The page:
By Rachel Molenda
HEDGESVILLE, W.Va. -- Stink bugs grow more notorious each year for destroying crops and being a general nuisance in the Eastern Panhandle. Luckily for residents, eighth-graders at Hedgesville Middle School are searching for solutions to the area's smelly problem.
Wayne Bennett, an HMS science teacher, started doing stink bug trap experiments with his students two years ago. After seeing an easy-to-construct trap made out of plastic drink bottles, Bennett decided to challenge his classes.
"I told them, `Here's the idea, but I want you to modify it, change it. Make it your own," he said.
While some students stuck with the example shown in class, Bennett said, others got more creative with their traps. Cole Davis used a trick-or-treating jack-'o'-lantern, funnel and light for his experiment.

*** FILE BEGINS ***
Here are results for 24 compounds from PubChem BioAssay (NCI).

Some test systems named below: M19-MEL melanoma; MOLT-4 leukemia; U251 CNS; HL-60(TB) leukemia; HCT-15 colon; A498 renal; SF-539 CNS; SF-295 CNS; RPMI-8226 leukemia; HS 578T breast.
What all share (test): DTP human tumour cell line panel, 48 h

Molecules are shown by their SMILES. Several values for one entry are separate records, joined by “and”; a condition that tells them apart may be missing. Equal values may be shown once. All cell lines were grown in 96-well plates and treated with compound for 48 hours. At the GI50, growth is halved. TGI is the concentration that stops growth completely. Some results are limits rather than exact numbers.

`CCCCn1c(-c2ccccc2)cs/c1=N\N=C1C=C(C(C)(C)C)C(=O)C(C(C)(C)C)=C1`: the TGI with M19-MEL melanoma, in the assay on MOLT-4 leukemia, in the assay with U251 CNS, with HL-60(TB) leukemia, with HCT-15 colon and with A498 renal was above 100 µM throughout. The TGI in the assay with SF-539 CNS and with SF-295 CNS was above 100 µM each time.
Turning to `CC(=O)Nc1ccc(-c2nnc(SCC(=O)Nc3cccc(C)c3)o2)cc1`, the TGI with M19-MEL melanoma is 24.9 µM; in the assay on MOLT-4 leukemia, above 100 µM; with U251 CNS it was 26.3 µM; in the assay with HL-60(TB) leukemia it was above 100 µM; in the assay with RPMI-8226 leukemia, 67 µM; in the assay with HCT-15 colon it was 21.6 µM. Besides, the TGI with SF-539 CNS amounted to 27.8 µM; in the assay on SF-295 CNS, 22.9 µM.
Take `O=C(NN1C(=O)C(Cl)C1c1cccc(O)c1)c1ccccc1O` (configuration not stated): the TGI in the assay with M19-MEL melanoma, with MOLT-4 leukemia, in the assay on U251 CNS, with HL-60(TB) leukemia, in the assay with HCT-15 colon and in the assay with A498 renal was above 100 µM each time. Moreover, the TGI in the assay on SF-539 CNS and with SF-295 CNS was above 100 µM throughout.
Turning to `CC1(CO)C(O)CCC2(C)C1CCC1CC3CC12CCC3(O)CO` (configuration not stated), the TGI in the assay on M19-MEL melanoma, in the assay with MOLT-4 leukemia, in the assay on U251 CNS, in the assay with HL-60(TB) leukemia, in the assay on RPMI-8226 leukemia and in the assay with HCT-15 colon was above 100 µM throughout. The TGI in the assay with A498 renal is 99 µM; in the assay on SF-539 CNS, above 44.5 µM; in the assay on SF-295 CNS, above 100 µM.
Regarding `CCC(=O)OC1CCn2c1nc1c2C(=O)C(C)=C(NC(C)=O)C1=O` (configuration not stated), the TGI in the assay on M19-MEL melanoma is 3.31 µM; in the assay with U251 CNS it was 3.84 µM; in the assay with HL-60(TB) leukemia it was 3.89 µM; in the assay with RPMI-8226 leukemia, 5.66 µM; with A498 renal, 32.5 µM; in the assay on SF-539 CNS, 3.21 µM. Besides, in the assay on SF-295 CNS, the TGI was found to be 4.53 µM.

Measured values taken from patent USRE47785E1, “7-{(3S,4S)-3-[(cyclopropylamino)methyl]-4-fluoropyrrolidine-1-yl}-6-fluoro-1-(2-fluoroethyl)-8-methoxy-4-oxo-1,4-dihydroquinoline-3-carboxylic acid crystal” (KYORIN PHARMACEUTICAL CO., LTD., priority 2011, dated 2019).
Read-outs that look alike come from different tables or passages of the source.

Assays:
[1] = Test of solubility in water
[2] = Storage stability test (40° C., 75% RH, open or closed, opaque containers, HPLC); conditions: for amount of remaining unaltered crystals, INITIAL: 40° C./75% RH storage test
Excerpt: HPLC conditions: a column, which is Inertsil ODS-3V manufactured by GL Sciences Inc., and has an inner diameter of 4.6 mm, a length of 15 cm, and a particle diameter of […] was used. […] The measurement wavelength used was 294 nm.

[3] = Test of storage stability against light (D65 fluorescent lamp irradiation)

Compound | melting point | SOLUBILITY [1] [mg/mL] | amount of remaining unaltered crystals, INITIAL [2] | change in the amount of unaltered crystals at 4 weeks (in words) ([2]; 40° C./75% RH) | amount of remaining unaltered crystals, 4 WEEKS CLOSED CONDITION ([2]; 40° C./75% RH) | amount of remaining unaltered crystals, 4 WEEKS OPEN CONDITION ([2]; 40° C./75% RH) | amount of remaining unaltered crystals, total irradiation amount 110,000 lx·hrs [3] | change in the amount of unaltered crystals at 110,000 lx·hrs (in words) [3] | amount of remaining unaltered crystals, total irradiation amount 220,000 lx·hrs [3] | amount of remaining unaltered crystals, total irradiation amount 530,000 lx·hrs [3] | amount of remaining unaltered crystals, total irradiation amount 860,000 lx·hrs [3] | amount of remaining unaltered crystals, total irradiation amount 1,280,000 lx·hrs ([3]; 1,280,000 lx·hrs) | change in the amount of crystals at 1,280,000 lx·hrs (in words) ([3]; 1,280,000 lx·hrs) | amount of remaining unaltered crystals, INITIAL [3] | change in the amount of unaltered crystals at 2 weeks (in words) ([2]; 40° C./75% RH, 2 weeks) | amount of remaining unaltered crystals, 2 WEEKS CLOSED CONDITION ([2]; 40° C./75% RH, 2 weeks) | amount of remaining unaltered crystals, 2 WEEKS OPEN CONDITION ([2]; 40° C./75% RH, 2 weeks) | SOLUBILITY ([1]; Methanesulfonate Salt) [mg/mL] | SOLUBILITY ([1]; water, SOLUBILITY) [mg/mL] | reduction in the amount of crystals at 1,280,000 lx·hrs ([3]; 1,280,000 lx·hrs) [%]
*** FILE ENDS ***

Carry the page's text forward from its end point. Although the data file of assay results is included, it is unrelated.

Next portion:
"I thought it was seasonally appropriate," Davis said.
Hannah Stover used a hamster ball outfitted with a headlamp for her trap. The lamp emitted two different colors of light, white and red, which allowed her to see what would attract more stink bugs.
"[The white] one was [better], just because it was brighter," Stover said. "[The red] one caught a decent amount because it pulls more heat."
While some students used their traps outside, others found that their contraptions were better suited for indoor use.